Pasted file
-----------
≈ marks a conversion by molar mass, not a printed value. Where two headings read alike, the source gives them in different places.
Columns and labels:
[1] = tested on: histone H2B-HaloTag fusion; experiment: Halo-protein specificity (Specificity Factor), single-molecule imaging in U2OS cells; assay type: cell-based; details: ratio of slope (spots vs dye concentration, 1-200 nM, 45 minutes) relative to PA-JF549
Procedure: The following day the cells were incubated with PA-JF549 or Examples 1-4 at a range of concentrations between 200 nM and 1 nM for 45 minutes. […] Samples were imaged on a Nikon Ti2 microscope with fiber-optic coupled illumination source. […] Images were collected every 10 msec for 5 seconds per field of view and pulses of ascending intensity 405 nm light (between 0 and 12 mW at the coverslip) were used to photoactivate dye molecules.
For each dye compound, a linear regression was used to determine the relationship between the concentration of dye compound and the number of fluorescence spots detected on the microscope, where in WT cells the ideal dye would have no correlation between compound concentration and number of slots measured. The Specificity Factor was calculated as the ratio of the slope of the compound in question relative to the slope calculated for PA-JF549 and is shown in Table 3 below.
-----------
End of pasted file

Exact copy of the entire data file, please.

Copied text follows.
≈ marks a conversion by molar mass, not a printed value. Where two headings read alike, the source gives them in different places.
Columns and labels:
[1] = tested on: histone H2B-HaloTag fusion; experiment: Halo-protein specificity (Specificity Factor), single-molecule imaging in U2OS cells; assay type: cell-based; details: ratio of slope (spots vs dye concentration, 1-200 nM, 45 minutes) relative to PA-JF549
Procedure: The following day the cells were incubated with PA-JF549 or Examples 1-4 at a range of concentrations between 200 nM and 1 nM for 45 minutes. […] Samples were imaged on a Nikon Ti2 microscope with fiber-optic coupled illumination source. […] Images were collected every 10 msec for 5 seconds per field of view and pulses of ascending intensity 405 nm light (between 0 and 12 mW at the coverslip) were used to photoactivate dye molecules.
For each dye compound, a linear regression was used to determine the relationship between the concentration of dye compound and the number of fluorescence spots detected on the microscope, where in WT cells the ideal dye would have no correlation between compound concentration and number of slots measured. The Specificity Factor was calculated as the ratio of the slope of the compound in question relative to the slope calculated for PA-JF549 and is shown in Table 3 below.